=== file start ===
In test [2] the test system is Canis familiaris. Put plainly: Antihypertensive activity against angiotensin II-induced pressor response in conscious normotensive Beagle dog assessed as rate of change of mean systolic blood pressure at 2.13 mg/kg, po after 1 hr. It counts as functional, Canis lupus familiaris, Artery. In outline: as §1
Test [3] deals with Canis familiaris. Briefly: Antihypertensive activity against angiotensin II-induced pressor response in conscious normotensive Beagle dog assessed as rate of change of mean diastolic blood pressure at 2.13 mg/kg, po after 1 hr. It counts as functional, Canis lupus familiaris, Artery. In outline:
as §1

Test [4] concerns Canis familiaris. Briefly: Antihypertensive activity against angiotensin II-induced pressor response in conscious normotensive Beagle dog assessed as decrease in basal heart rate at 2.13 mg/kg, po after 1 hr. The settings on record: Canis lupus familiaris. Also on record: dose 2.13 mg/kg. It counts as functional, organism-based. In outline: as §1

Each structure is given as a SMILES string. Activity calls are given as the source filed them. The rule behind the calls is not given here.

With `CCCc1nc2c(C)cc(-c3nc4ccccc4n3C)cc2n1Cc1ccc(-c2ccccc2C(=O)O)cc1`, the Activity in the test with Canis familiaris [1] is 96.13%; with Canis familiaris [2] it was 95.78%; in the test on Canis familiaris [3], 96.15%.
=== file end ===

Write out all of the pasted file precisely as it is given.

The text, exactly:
In test [2] the test system is Canis familiaris. Put plainly: Antihypertensive activity against angiotensin II-induced pressor response in conscious normotensive Beagle dog assessed as rate of change of mean systolic blood pressure at 2.13 mg/kg, po after 1 hr. It counts as functional, Canis lupus familiaris, Artery. In outline: as §1
Test [3] deals with Canis familiaris. Briefly: Antihypertensive activity against angiotensin II-induced pressor response in conscious normotensive Beagle dog assessed as rate of change of mean diastolic blood pressure at 2.13 mg/kg, po after 1 hr. It counts as functional, Canis lupus familiaris, Artery. In outline:
as §1

Test [4] concerns Canis familiaris. Briefly: Antihypertensive activity against angiotensin II-induced pressor response in conscious normotensive Beagle dog assessed as decrease in basal heart rate at 2.13 mg/kg, po after 1 hr. The settings on record: Canis lupus familiaris. Also on record: dose 2.13 mg/kg. It counts as functional, organism-based. In outline: as §1

Each structure is given as a SMILES string. Activity calls are given as the source filed them. The rule behind the calls is not given here.

With `CCCc1nc2c(C)cc(-c3nc4ccccc4n3C)cc2n1Cc1ccc(-c2ccccc2C(=O)O)cc1`, the Activity in the test with Canis familiaris [1] is 96.13%; with Canis familiaris [2] it was 95.78%; in the test on Canis familiaris [3], 96.15%.